is sometimes used even though deliberate departures from fidelity can, in some cases, enhance training effectiveness (Hettinger et al., 1985; Hays and Singer, 1989). The underlying issues are the adequacy of the understanding of human performance and application of education and training principles.


There is great variability in the physical capabilities of ship-bridge simulators. For example, computer-based, full-mission and multi-task ship-bridge simulators vary by: (1) the technical state of practice when simulators are installed or upgraded; and (2) scale, from small through large ship-bridge configurations. Given this variability, it is useful to think in terms of levels of simulation for a given simulator's various physical components (Figure 4-1). Levels of simulation can serve as a technical frame of reference for a subjective assessment of the component's relevance and performance capabilities relative to the training program's instructional objectives.

A simulator may have particularly strong capabilities in some areas and be weak in others. To select the appropriate training platform, it is important to determine which strengths and weaknesses are relevant to training objectives. In some cases, the simulator strengths and weaknesses may not be apparent from a visible inspection or demonstration.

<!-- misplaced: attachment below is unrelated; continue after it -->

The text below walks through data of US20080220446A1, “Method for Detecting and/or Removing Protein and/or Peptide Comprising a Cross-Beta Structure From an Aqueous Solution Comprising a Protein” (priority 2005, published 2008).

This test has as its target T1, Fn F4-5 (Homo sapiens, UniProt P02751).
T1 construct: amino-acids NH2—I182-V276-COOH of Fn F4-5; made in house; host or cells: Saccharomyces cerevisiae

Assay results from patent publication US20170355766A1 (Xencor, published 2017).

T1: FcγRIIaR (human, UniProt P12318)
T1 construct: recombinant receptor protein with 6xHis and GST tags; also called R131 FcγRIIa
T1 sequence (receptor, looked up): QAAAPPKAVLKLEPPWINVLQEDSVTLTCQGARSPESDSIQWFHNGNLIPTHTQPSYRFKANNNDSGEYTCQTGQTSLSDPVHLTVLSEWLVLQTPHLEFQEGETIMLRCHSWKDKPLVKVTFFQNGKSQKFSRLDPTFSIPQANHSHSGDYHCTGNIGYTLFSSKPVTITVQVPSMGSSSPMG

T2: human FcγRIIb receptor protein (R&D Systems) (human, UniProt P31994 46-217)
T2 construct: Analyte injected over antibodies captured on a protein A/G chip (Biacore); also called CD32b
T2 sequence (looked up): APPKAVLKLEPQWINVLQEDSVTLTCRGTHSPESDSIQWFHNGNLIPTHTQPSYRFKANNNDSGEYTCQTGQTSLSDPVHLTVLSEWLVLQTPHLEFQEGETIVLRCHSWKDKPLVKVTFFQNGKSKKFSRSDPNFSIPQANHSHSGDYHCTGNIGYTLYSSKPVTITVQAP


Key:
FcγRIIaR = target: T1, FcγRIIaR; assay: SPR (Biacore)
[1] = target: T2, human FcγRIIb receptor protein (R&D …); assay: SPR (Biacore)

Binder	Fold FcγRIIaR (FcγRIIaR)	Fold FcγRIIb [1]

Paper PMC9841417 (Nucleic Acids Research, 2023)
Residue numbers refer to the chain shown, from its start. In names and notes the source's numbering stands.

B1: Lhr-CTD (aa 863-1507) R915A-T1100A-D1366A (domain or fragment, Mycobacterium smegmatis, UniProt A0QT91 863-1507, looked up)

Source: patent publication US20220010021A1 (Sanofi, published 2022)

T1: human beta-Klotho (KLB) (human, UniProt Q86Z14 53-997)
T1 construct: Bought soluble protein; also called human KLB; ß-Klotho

Each simulator element is important, but their relative importance depends on training objectives. Some equipment is more important to certain functions, duties, or operations than others. Relative importance also depends on the fidelity of details needed to ensure that erroneous or misleading information is not conveyed. Deliberate departures from fidelity need to be clearly understood by all involved. These considerations need to be addressed to avoid the creation of erroneous insights that could potentially affect real-world performance.

The relative importance also depends on the degree of accuracy (including completeness of the visual scene and functionality of the ship-bridge and bridge equipment) needed for credibility with trainees. Pilots, for example, typically expect a higher degree of fidelity and realism than do maritime academy cadets.

Perception of realism is another important consideration (Hays and Singer, 1989). The sequence and manner in which simulation components are introduced to trainees can profoundly affect their perception of the training environment as a real life operating environment. For example, the first ship-bridge simulator component that trainees experience is the bridge or wheelhouse mockup. To ensure an adequate perception of realism, the mockup needs to be believable so that the trainee and, for that matter, the instructor think ''real" ship.

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